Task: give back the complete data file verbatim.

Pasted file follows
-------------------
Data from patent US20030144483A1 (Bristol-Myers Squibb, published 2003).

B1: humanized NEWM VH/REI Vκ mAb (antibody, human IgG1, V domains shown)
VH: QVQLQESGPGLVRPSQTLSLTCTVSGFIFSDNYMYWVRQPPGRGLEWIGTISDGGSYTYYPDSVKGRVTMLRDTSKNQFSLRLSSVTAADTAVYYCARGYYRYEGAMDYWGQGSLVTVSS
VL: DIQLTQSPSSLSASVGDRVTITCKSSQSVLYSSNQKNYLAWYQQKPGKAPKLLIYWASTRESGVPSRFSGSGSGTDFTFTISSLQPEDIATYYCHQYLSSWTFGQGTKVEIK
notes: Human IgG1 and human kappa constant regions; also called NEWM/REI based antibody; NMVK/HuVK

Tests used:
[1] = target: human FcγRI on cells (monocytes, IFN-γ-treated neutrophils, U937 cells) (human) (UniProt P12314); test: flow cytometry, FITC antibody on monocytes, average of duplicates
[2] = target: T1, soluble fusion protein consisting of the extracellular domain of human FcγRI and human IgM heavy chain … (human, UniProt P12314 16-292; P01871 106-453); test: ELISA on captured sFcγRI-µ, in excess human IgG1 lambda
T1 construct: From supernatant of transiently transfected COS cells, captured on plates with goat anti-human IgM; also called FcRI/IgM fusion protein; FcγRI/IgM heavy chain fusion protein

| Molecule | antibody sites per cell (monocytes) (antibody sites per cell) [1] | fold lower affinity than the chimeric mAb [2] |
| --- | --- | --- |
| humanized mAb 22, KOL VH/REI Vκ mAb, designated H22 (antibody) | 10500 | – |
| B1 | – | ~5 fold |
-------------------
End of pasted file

Data from patent US20030144483A1 (Bristol-Myers Squibb, published 2003).

B1: humanized NEWM VH/REI Vκ mAb (antibody, human IgG1, V domains shown)
VH: QVQLQESGPGLVRPSQTLSLTCTVSGFIFSDNYMYWVRQPPGRGLEWIGTISDGGSYTYYPDSVKGRVTMLRDTSKNQFSLRLSSVTAADTAVYYCARGYYRYEGAMDYWGQGSLVTVSS
VL: DIQLTQSPSSLSASVGDRVTITCKSSQSVLYSSNQKNYLAWYQQKPGKAPKLLIYWASTRESGVPSRFSGSGSGTDFTFTISSLQPEDIATYYCHQYLSSWTFGQGTKVEIK
notes: Human IgG1 and human kappa constant regions; also called NEWM/REI based antibody; NMVK/HuVK

Tests used:
[1] = target: human FcγRI on cells (monocytes, IFN-γ-treated neutrophils, U937 cells) (human) (UniProt P12314); test: flow cytometry, FITC antibody on monocytes, average of duplicates
[2] = target: T1, soluble fusion protein consisting of the extracellular domain of human FcγRI and human IgM heavy chain … (human, UniProt P12314 16-292; P01871 106-453); test: ELISA on captured sFcγRI-µ, in excess human IgG1 lambda
T1 construct: From supernatant of transiently transfected COS cells, captured on plates with goat anti-human IgM; also called FcRI/IgM fusion protein; FcγRI/IgM heavy chain fusion protein

| Molecule | antibody sites per cell (monocytes) (antibody sites per cell) [1] | fold lower affinity than the chimeric mAb [2] |
| --- | --- | --- |
| humanized mAb 22, KOL VH/REI Vκ mAb, designated H22 (antibody) | 10500 | – |
| B1 | – | ~5 fold |